Why You Should Keep Your Old Manuscripts

On a trip to Washington D.C. this weekend I visited the National Archives of the United States - where, among many other millions of things, they have the Bill of Rights, the Declaration of Independence, and the Constitution. No photos, I'm afraid, so you'll have to take my word for it, but trust me, they're impressive. Also, very large. Nothing lends import to a letter quite like having it be five feet across.

I've seen other great documents over the years. The Beowulf manuscript, Sir Gawain, the First Folio, the Magna Carta (three of them, now), various original Brontes, Austens, Dickens, Darwin, etc, etc. There's something special about standing right in front of the first copy, the book you love. To see the handwriting of John Milton or Andrew Marvel or Chaucer suddenly brings them to life, makes them actual people who lived and wrote and died, in a way few other things can. The physical process of writing - paper, ink, time, mistakes, etc. - is clearly something our culture still treasures. The wording of the Constitution has been reproduced countless times, but this document was the first one, the original, the history that must be preserved.

I would always encourage literary tourism, if it's done right. Going to the houses of famous authors, lifting them up to the level of historical celebrities, can be eye-opening, inform an incredibly different reading of their work, and bring home how human they were, how many mistakes they made, how many corrections and versions and abandoned projects they had - and that's an ego boost for any struggling writer.

It's also worth remembering, in the age of saved .doc files and e-mail, that having a manuscript, whether hand written or typed out, is a solid, physical reminder that it's a book you're writing. I do keep my old print outs and notebooks, and I go back to them even years later to see what the original germ of an idea was, or whether I made a note for myself then than I can use now. Having the first ever opening line you wrote be right there in your hand is a special thing - and if that opening line gets printed and read by millions, it's even more special, isn't it?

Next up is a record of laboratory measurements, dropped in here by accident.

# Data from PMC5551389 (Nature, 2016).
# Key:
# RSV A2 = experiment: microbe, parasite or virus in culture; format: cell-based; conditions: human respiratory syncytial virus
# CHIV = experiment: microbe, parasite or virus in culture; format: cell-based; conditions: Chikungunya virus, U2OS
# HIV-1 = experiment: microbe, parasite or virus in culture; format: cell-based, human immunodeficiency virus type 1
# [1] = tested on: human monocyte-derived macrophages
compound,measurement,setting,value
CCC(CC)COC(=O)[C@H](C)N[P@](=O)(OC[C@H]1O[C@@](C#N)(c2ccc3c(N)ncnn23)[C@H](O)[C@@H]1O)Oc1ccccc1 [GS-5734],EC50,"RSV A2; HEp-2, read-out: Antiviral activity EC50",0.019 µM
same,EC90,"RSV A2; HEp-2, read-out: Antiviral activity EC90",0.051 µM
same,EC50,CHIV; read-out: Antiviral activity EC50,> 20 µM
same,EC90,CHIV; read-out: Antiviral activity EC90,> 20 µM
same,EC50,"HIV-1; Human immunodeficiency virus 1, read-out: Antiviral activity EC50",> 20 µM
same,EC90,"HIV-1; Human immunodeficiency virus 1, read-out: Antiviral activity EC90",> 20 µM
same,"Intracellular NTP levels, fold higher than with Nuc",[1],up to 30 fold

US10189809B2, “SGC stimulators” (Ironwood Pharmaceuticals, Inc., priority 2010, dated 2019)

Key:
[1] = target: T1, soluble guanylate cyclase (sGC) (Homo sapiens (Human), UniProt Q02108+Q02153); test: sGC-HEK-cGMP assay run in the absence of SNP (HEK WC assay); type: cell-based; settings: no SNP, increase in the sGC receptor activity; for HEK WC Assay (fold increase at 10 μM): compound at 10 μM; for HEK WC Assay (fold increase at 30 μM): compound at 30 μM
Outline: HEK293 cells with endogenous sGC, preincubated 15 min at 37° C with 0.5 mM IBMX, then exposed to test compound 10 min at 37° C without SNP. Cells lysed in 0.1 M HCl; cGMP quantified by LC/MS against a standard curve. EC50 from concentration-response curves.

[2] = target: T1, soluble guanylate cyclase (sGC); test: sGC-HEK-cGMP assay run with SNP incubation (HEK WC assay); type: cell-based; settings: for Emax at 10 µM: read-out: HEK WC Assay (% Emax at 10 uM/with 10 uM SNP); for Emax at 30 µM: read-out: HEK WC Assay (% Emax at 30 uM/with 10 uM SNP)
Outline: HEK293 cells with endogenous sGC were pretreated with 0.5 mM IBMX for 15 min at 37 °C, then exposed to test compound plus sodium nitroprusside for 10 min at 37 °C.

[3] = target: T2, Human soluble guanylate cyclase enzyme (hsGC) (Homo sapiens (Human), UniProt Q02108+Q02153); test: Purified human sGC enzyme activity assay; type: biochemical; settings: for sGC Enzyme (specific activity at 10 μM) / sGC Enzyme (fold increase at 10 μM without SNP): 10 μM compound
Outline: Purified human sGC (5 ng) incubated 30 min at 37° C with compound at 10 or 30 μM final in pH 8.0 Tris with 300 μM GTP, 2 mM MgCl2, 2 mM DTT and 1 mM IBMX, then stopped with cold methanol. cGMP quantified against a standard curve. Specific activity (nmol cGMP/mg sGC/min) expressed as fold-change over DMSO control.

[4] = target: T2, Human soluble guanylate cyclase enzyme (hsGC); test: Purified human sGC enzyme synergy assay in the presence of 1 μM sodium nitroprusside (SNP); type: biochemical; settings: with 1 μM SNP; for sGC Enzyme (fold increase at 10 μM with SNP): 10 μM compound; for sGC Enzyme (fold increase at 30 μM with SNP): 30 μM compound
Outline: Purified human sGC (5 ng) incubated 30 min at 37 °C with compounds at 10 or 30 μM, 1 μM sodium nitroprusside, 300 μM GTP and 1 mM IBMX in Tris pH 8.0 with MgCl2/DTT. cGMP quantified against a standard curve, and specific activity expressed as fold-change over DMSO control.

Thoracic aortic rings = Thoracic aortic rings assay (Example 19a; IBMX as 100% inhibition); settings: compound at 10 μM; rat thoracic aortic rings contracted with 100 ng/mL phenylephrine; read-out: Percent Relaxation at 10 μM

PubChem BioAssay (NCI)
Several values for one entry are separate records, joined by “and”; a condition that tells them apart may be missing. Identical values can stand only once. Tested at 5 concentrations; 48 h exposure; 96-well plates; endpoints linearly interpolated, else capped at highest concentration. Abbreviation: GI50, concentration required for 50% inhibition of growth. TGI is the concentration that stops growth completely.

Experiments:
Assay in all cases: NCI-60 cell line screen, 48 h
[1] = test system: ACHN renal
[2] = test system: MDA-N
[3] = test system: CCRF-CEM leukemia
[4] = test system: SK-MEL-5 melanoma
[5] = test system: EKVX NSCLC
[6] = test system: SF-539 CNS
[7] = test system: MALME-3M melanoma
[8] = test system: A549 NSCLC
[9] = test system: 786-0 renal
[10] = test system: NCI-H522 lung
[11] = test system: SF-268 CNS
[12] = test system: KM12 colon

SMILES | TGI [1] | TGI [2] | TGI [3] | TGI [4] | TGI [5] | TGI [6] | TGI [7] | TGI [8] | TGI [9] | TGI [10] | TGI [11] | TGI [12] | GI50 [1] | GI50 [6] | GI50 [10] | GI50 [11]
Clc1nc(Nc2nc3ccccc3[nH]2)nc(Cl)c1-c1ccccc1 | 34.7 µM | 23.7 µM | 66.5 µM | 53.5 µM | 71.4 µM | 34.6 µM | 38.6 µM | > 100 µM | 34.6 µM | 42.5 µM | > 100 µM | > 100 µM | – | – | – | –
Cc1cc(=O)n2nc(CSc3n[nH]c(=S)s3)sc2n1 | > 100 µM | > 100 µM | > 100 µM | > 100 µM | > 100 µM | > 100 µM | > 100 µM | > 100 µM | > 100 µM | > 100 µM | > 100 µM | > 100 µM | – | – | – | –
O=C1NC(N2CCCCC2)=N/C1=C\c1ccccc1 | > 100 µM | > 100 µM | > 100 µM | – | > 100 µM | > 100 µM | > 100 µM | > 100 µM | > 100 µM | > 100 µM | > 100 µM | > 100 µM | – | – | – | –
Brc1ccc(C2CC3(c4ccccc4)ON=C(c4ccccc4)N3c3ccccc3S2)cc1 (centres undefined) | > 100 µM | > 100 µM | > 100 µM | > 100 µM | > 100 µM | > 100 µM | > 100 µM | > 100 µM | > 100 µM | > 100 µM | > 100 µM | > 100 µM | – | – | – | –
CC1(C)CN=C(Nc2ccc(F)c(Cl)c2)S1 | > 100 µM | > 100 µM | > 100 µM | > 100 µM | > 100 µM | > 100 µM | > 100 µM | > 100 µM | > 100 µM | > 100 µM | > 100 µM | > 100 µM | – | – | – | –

The first time EREN appeared in one of my old notebooks (and back then it was ERIN) was many years ago, and years passed before that quick, unfinished short story turned into the book that's out there now - but still, that original, proto-EREN is special to me at least, and I'm glad I kept it. I have some earlier books, written by my 13 year old self, that I truly hope no one else ever sees - ever - but there's at least one copy of them all saved, just in case, for some reason, it's needed (And good grief, but they're bad).

So, when it comes to old writing, old stories, and old scribbles on old napkins (as long as the napkin's unused), I'm going to take a line from none other than Gandalf. And that, of course, is this:

Keep it secret, keep it safe.


No comments:

Post a Comment